Award Date

12-1-2017

Degree Type

Dissertation

Degree Name

Doctor of Philosophy (PhD)

Department

Educational & Clinical Studies

First Committee Member

Cori More

Second Committee Member

Joseph Morgan

Third Committee Member

Tracy Spies

Fourth Committee Member

Michael McCreery

Fifth Committee Member

Chyllis Scott

Number of Pages

232

Abstract

This study is a survey that was intended to measure the connection between what co-teachers actually do and what they think they should be doing as best practice. Second, it intended to study the roles and responsibilities that co-teachers report fulfilling. Finally, whether self-efficacy is a predictor of co-teacher roles and responsibilities is further reported.

Three hundred twenty co-teachers participated in the study: one hundred sixty special education and 160 general education teachers in a large urban school district in the southwestern United States. Bandura’s Teacher Self Efficacy Scale (1994) was used with a tool for co-teachers designed specifically for this study.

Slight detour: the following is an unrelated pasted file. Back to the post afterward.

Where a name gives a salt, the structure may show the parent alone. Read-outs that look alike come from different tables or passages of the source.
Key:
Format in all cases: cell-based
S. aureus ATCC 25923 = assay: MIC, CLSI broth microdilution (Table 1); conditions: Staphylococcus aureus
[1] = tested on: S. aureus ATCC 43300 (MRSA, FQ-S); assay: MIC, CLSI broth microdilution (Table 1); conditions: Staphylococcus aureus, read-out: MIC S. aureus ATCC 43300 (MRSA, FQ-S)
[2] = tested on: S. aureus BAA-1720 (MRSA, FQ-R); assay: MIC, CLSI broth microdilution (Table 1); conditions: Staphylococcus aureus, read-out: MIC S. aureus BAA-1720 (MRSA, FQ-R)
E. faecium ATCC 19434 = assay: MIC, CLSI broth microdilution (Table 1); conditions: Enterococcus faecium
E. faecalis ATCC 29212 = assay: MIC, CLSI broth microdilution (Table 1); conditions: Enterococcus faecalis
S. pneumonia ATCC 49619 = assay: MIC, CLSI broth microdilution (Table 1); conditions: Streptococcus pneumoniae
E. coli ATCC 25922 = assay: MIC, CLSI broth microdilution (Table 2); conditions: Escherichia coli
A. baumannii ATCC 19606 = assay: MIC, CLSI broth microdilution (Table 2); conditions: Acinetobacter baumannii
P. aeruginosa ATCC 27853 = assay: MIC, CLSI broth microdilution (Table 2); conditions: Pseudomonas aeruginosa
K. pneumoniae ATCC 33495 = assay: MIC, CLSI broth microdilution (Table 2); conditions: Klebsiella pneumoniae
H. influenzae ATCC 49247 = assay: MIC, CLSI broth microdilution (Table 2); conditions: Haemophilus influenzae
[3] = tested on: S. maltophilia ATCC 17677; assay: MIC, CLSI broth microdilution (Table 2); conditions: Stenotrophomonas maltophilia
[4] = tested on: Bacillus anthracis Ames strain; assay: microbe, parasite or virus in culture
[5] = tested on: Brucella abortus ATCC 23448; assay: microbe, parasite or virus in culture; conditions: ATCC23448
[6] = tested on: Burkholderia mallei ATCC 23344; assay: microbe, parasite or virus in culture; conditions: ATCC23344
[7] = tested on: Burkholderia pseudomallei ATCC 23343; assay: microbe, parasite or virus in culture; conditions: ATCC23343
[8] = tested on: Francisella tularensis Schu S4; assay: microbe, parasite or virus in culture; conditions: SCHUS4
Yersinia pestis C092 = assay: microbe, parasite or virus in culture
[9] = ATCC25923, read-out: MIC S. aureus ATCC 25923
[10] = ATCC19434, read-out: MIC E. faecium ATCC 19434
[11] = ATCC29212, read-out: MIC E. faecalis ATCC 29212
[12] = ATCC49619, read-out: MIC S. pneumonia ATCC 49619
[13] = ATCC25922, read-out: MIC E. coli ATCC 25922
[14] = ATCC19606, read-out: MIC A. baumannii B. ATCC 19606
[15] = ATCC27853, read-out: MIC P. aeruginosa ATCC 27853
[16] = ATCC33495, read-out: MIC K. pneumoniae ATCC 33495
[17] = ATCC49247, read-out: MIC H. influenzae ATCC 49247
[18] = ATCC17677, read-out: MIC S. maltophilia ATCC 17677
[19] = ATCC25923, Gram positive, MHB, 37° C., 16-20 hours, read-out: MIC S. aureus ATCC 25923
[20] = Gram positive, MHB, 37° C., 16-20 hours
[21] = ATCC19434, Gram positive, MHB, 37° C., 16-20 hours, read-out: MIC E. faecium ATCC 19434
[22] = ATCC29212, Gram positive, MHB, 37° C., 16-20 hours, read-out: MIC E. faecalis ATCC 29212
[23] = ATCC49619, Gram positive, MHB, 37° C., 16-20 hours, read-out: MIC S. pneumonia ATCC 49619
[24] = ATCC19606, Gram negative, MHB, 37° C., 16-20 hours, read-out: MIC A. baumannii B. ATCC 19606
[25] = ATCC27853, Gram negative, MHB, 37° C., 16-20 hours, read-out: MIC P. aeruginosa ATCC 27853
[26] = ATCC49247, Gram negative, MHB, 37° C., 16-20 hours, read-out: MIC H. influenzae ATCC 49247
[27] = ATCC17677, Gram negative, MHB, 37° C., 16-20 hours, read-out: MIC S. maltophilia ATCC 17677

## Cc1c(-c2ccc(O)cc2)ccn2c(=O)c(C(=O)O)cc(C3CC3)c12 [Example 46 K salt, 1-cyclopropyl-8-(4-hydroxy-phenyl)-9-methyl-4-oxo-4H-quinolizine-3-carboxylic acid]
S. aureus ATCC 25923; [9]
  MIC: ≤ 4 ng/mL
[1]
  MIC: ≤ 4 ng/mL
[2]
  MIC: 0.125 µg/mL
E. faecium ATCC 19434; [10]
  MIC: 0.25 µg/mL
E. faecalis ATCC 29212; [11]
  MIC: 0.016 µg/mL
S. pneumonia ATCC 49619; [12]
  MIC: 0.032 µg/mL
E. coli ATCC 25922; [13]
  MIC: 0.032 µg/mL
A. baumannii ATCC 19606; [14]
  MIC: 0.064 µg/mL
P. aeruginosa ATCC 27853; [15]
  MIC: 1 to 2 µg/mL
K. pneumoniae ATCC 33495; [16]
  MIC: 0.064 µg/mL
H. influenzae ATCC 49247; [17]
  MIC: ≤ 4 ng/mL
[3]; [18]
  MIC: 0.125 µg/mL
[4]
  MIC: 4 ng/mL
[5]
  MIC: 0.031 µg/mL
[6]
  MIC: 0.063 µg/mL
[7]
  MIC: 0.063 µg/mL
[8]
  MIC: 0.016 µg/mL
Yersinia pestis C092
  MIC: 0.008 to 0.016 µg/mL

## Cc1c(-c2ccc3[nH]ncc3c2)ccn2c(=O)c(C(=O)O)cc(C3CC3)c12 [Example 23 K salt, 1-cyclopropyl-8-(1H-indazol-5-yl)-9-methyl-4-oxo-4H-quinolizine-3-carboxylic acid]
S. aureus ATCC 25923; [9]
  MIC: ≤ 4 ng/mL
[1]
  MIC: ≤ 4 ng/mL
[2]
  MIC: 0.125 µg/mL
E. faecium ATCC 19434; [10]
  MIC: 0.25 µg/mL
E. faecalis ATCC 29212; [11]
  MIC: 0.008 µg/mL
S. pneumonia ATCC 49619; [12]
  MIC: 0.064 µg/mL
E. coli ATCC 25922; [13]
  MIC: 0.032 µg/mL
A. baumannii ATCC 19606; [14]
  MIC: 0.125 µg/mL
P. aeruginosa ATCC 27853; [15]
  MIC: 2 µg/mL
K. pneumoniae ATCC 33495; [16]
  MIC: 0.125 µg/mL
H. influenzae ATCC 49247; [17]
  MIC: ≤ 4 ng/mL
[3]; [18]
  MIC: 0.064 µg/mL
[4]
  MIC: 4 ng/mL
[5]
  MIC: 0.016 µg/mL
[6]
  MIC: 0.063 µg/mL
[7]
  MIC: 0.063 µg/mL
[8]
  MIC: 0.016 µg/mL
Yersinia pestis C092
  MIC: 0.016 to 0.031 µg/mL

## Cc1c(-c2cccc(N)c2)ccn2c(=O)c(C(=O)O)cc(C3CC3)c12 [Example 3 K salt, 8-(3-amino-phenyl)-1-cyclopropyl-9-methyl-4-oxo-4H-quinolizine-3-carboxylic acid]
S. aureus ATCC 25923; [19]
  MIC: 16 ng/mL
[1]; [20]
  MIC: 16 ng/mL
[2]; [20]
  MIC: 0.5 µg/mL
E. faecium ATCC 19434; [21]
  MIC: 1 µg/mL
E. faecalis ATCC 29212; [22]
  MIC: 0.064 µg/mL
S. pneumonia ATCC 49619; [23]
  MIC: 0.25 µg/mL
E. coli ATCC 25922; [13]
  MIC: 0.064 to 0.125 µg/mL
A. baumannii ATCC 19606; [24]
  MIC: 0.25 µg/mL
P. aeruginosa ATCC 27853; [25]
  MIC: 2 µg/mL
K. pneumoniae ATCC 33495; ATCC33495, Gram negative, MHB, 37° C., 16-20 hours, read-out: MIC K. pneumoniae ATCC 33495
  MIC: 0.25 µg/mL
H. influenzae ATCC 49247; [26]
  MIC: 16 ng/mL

Results of this study indicate that co-teachers, general education and special education, reported executing fewer roles than what they considered best practice. Both general and special educators reported engaging in different tasks than their co-teaching partners in the areas of co-instruction, co-planning, and co-behavior management. Co-teachers who reported having greater self-efficacy were, according to the survey results, more likely to plan and differentiate together.

Keywords

co-teaching; roles and responsibilities of co-teachers; self-efficacy; survey

Disciplines

Education | Educational Leadership | Special Education and Teaching

Language

English


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